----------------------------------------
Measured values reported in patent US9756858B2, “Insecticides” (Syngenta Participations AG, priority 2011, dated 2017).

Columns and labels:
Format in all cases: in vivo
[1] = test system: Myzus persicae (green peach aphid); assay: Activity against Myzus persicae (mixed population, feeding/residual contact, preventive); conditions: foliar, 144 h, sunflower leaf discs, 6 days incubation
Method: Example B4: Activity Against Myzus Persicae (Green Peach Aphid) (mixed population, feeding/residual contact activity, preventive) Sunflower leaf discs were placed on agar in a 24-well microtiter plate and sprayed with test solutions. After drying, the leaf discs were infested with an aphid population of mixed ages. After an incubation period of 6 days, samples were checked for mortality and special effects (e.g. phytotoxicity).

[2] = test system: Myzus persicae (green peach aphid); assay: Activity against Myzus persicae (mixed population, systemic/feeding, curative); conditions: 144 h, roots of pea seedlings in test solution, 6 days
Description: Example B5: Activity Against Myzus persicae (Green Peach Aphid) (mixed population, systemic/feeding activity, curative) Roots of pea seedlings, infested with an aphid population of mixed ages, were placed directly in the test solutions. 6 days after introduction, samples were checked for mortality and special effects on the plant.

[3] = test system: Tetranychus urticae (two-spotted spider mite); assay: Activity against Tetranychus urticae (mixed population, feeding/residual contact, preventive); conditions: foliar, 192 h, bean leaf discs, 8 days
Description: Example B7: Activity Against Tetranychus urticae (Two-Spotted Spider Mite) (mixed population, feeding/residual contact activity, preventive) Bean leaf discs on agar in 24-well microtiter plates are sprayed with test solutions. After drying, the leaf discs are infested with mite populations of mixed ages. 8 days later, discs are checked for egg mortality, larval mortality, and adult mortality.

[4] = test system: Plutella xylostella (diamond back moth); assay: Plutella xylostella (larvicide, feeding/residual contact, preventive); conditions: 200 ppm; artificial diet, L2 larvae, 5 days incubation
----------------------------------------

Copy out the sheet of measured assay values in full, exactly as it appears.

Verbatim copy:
Measured values reported in patent US9756858B2, “Insecticides” (Syngenta Participations AG, priority 2011, dated 2017).

Columns and labels:
Format in all cases: in vivo
[1] = test system: Myzus persicae (green peach aphid); assay: Activity against Myzus persicae (mixed population, feeding/residual contact, preventive); conditions: foliar, 144 h, sunflower leaf discs, 6 days incubation
Method: Example B4: Activity Against Myzus Persicae (Green Peach Aphid) (mixed population, feeding/residual contact activity, preventive) Sunflower leaf discs were placed on agar in a 24-well microtiter plate and sprayed with test solutions. After drying, the leaf discs were infested with an aphid population of mixed ages. After an incubation period of 6 days, samples were checked for mortality and special effects (e.g. phytotoxicity).

[2] = test system: Myzus persicae (green peach aphid); assay: Activity against Myzus persicae (mixed population, systemic/feeding, curative); conditions: 144 h, roots of pea seedlings in test solution, 6 days
Description: Example B5: Activity Against Myzus persicae (Green Peach Aphid) (mixed population, systemic/feeding activity, curative) Roots of pea seedlings, infested with an aphid population of mixed ages, were placed directly in the test solutions. 6 days after introduction, samples were checked for mortality and special effects on the plant.

[3] = test system: Tetranychus urticae (two-spotted spider mite); assay: Activity against Tetranychus urticae (mixed population, feeding/residual contact, preventive); conditions: foliar, 192 h, bean leaf discs, 8 days
Description: Example B7: Activity Against Tetranychus urticae (Two-Spotted Spider Mite) (mixed population, feeding/residual contact activity, preventive) Bean leaf discs on agar in 24-well microtiter plates are sprayed with test solutions. After drying, the leaf discs are infested with mite populations of mixed ages. 8 days later, discs are checked for egg mortality, larval mortality, and adult mortality.

[4] = test system: Plutella xylostella (diamond back moth); assay: Plutella xylostella (larvicide, feeding/residual contact, preventive); conditions: 200 ppm; artificial diet, L2 larvae, 5 days incubation